About a week ago, The Photographer hooked a cracka up with a Mr. Beer Home Beer Kit. I cooked up a batch, and while I have not sampled any yet, I expect decent results based on Deezy’s beers.

ease of use

As a beginner, a key advantage of the Mr. Beer Home Beer Kit is simplicity. The tedious work is already completed - all I had to do was boil water, dissolve the Booster, and add hopped malt extract. While the pre-made hopped malt extract limits flexibility compared to all grain brewing, the final flavor of the beer can be modified with additional hops, or by adding honey, brown sugar, or molasses to increase alcohol content and subtly change the flavor.

mr. beer home beer kit initial impressions

Mr. Beer is extremely easy to use. I only needed an hour to sanitize everything, cook the wort, fill the keg, and pitch the yeast. I plan on brewing a few of the ingredient kits to get a feel for the process and then experiment a bit.

If all goes well, I see an upgrade to a more hard core setup in the future. However, Mr. Beer provides enough avenues for customization to keep me occupied for at least the next year.

jack rose

I fired up the internet and ordered some Fee Brothers products from Kegworks, amusingly located in Buffalo, New York, after discovering Toco Giant and Decatur Wine and Spirits carry a limited amount of Fee Brothers’ product line. My shipment included some Fee Brothers American Beauty grenadine, so I mixed up a Jack Rose.

I started with the Jack Rose version found in Vintage Spirits and Forgotten Cocktails. The Jack Rose poured a gorgeous deep red, which was almost purple. I suspect this would be a popular cocktail in Midtown. It would likely cause substantial anger as well, because it looks sweet but is not. The secret is difficult to find real pomegranate grenadine, which is not disgustingly sweet like certain popular brands.

The first taste is delicious lemon citrus sharpness. Then comes a hint of apple. Finally the pomegranate flavor of the grenadine comes through in the slightly sweet finish.

As the Jack Rose can also be made using lime, next I tried the recipe in Cocktail: The Drinks Bible for the 21st Century. This version of the Jack Rose increases the Applejack and grenadine, while substituting lime for lemon. As expected, more grenadine makes the drink sweeter, but using lime mitigates this. The key difference is the extra grenadine pushes the apple flavor far into the background. While it was sweeter, I liked this version of the Jack Rose best.

The Jack Rose is recommended and will have a place in my regular cocktail rotation. Try one today, if some real pomegranate grenadine is on hand.

sunday sours: the whiskey sour

Sunday, I decided to stick it to Big Brother by mixing up a classic Whiskey Sour. The recipe in my favorite bar book called for two ounces of blended whiskey and another two ounces of lemon juice, which I found absurd. So I busted out American Bar, amusingly written by a German, Charles Schumann.

Mr. Schumann’s Whiskey Sour recipe had far more sensible proportions, so I mixed one up - except I substituted Rye for Bourbon. The results were all right, but far too sweet, with the sugar overpowering the lemon. For the second round, I omitted an extraneous bar spoon of sugar and came up with the following:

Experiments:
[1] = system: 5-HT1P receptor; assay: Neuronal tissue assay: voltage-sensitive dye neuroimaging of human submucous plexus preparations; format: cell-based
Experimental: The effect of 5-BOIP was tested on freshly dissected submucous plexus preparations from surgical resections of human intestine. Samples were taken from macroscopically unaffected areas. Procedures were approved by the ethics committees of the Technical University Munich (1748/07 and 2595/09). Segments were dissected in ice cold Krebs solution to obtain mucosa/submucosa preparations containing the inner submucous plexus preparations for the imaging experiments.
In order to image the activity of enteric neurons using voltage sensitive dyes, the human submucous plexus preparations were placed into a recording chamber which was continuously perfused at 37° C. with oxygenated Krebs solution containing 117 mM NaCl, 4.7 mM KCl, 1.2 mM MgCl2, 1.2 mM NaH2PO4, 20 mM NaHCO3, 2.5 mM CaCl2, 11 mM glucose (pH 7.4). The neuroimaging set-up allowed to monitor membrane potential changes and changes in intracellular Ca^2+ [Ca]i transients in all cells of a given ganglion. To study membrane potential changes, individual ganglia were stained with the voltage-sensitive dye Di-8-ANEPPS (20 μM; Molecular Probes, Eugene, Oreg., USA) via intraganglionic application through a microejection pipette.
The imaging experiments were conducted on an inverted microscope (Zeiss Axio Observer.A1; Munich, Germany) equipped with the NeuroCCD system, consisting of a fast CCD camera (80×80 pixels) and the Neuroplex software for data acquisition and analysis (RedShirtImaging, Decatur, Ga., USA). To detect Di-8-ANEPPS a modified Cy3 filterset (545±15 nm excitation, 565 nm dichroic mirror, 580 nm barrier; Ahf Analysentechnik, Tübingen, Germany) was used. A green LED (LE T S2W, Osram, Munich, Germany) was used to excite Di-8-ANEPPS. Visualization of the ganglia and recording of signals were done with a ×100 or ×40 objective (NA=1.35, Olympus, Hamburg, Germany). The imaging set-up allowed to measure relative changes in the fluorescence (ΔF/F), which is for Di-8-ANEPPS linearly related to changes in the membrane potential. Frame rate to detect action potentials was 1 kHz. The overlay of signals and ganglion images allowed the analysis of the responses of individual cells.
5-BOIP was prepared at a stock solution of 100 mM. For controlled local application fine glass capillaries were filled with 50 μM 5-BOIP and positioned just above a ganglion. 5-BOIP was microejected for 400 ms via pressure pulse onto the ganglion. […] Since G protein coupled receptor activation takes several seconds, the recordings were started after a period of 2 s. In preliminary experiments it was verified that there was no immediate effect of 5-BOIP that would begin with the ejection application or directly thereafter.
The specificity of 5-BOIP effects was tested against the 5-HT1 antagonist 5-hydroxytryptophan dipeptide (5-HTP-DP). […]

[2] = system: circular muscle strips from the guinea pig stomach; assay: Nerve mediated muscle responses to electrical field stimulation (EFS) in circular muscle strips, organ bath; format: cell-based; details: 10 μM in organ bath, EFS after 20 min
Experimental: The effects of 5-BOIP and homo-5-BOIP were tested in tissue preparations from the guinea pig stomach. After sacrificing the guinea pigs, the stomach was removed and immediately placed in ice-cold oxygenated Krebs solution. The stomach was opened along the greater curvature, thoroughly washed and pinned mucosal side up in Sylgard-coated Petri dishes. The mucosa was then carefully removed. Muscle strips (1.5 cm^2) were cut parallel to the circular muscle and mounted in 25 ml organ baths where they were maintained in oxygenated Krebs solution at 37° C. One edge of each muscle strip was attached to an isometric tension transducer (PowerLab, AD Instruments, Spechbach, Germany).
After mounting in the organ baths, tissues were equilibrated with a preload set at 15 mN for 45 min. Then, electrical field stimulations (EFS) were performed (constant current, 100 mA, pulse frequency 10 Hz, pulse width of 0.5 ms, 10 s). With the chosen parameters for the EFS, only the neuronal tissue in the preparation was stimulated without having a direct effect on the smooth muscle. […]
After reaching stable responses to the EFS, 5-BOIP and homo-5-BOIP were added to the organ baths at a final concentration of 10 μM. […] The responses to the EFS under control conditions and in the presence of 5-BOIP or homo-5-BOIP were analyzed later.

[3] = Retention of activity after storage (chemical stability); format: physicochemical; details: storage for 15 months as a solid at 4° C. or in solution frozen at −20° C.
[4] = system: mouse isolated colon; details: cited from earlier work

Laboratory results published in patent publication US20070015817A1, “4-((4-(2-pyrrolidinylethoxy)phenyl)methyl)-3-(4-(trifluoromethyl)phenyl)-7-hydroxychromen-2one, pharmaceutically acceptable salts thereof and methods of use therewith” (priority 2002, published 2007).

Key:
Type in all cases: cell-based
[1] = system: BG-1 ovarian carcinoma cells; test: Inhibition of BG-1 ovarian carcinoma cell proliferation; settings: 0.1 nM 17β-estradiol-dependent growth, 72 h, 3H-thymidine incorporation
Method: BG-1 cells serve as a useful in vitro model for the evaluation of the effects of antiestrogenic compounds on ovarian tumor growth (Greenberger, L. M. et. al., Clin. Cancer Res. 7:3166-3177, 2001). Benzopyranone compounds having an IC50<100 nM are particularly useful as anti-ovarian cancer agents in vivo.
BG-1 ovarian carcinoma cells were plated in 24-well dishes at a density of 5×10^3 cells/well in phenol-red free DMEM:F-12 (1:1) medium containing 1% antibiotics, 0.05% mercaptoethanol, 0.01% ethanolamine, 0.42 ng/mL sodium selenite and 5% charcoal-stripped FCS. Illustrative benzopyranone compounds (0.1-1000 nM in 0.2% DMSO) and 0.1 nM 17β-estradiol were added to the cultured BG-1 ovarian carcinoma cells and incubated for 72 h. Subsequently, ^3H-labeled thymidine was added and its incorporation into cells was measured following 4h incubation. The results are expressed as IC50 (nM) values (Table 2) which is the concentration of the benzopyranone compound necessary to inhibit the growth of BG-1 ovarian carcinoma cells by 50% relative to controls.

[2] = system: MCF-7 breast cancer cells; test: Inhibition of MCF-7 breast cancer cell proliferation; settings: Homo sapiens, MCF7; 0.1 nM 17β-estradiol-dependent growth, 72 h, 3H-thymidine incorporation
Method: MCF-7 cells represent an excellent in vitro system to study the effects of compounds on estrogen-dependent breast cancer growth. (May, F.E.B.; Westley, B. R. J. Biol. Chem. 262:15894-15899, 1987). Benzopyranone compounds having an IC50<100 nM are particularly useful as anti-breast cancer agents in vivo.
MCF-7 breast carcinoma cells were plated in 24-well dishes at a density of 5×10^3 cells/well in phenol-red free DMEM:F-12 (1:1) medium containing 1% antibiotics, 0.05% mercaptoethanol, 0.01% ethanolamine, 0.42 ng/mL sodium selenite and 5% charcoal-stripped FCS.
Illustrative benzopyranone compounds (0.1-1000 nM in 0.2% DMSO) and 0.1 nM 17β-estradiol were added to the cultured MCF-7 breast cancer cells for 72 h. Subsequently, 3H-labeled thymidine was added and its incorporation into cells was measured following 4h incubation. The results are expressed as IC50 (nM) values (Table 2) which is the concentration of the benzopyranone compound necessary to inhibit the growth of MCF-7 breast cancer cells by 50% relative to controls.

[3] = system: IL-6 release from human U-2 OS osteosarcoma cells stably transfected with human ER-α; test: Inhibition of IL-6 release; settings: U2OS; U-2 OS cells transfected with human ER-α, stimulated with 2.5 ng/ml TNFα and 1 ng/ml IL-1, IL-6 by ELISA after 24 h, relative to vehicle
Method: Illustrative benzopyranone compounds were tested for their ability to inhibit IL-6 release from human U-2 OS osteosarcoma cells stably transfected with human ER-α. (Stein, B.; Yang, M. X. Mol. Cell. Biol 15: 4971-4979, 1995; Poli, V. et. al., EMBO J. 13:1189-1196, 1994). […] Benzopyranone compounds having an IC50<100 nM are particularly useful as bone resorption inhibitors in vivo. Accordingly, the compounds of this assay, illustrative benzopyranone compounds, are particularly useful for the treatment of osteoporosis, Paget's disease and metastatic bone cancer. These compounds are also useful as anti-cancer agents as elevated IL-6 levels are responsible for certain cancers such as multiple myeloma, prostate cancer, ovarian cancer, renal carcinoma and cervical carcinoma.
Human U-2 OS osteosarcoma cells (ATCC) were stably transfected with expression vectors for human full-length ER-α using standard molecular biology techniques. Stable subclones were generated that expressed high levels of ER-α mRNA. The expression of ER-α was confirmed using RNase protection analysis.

• 1.5 ounces Rye;
  • 0.75 ounces lemon juice; and
  • 0.25 ounces simple syrup.

Shake vigorously in an iced cocktail shaker and serve in a sour glass*.

Much better. Alert drunks will note that this recipe is similar to the Frisco - which uses Benedictine as a sweetener instead of simple syrup and features slightly more whiskey.

A classic cocktail worth trying, the Whiskey Sour is recommended. However, I likely will not mix them on a regular basis, as I have several other favorites.

royal bermuda yacht club cocktail

The other day I gave Fee Brothers a call to see if any of their fine syrups and bitters were available in the greater Atlanta area. Much to my surprise, they do have distribution down here and pointed me to Toco Giant and Decatur Wine and Spirits. So I went on a mission to the east side to acquire some Fee Brothers items.

My first stop was Toco Giant, which did indeed carry roughly three different Fee Brothers syrups. None of which I was looking for. I picked up a bottle of Fee Brother’s Falernum and scored some rare Marie Brizard Triple Sec, so the trip was not a total waste. Next, I paid a visit to Decatur Wine and Spirits - they carry the full line of Fee Brothers bitters. While there, I noticed they also stock Luxardo Maraschino liqueur.

Upon returning home, I needed to find a recipe to try out my shiny new bottle of Falernum, so I turned to my copy of Vintage Spirits and Forgotten Cocktails and found the Royal Bermuda Yacht Club Cocktail. Consisting of rum, lime juice, and with Falernum and Cointreau as a sweetener instead of simple syrup, the Royal Bermuda Yacht Club Cocktail is a strange kind of daiquiri.

I made mine with Bacardi instead of the prescribed Barbados rum, as that is what I had handy. The concoction poured almost white, with a nice citrus bouquet. The Royal Bermuda Yacht Club Cocktail has a light refreshing citrus flavor, with a hint of the exotic added by the Falernum. I stuck to the recipe for the first one, but could not taste the Cointreau, so I doubled it for taste test number two. Much improved. I highly recommend the Royal Bermuda Yacht Club and it makes a tres dope summer cocktail.


As I am a huge fan of Martinis and enjoy the odd Manhattan, I was looking forward to trying the Algonquin, which is made with rye whiskey, dry vermouth, and pineapple juice. I expected it to taste like the bastard child of the two previously mentioned cocktails with a touch of pineapple.

Instead, the Algonquin highlights the flavor of the rye very well, with subtle pineapple in the finish. Unfortunately, I discovered I do not like whiskey mixed with dry vermouth. When in the mood for whiskey and vermouth, I much prefer a Manhattan or Rob Roy, which require sweet instead of dry. And when in the mood for rye, I find a Frisco or Sazerac hit the spot much better.

I will not be making the Algonquin again. However, it was worthwhile to mix up a few for the purposes of scientific inquiry.